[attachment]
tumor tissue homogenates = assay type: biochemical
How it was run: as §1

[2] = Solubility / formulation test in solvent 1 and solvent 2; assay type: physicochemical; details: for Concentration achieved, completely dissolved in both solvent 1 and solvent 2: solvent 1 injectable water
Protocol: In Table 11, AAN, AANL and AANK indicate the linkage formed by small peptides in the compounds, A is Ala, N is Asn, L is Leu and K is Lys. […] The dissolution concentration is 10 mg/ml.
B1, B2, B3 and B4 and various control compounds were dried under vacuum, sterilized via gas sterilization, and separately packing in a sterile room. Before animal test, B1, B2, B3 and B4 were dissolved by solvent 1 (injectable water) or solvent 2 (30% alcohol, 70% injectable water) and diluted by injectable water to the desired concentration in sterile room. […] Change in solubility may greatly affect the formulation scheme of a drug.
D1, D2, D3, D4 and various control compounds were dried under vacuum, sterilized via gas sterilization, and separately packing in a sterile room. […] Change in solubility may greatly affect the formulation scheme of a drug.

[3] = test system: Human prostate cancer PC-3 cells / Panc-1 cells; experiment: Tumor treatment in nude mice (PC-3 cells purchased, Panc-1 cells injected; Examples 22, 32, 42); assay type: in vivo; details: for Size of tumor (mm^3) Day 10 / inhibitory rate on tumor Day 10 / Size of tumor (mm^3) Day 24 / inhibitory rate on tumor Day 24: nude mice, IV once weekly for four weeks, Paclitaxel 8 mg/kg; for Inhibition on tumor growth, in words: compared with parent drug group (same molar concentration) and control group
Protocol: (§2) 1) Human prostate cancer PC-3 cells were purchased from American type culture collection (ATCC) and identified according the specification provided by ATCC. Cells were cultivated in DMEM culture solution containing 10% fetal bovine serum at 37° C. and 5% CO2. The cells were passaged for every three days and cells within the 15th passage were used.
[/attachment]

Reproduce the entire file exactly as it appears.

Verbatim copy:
tumor tissue homogenates = assay type: biochemical
How it was run: as §1

[2] = Solubility / formulation test in solvent 1 and solvent 2; assay type: physicochemical; details: for Concentration achieved, completely dissolved in both solvent 1 and solvent 2: solvent 1 injectable water
Protocol: In Table 11, AAN, AANL and AANK indicate the linkage formed by small peptides in the compounds, A is Ala, N is Asn, L is Leu and K is Lys. […] The dissolution concentration is 10 mg/ml.
B1, B2, B3 and B4 and various control compounds were dried under vacuum, sterilized via gas sterilization, and separately packing in a sterile room. Before animal test, B1, B2, B3 and B4 were dissolved by solvent 1 (injectable water) or solvent 2 (30% alcohol, 70% injectable water) and diluted by injectable water to the desired concentration in sterile room. […] Change in solubility may greatly affect the formulation scheme of a drug.
D1, D2, D3, D4 and various control compounds were dried under vacuum, sterilized via gas sterilization, and separately packing in a sterile room. […] Change in solubility may greatly affect the formulation scheme of a drug.

[3] = test system: Human prostate cancer PC-3 cells / Panc-1 cells; experiment: Tumor treatment in nude mice (PC-3 cells purchased, Panc-1 cells injected; Examples 22, 32, 42); assay type: in vivo; details: for Size of tumor (mm^3) Day 10 / inhibitory rate on tumor Day 10 / Size of tumor (mm^3) Day 24 / inhibitory rate on tumor Day 24: nude mice, IV once weekly for four weeks, Paclitaxel 8 mg/kg; for Inhibition on tumor growth, in words: compared with parent drug group (same molar concentration) and control group
Protocol: (§2) 1) Human prostate cancer PC-3 cells were purchased from American type culture collection (ATCC) and identified according the specification provided by ATCC. Cells were cultivated in DMEM culture solution containing 10% fetal bovine serum at 37° C. and 5% CO2. The cells were passaged for every three days and cells within the 15th passage were used.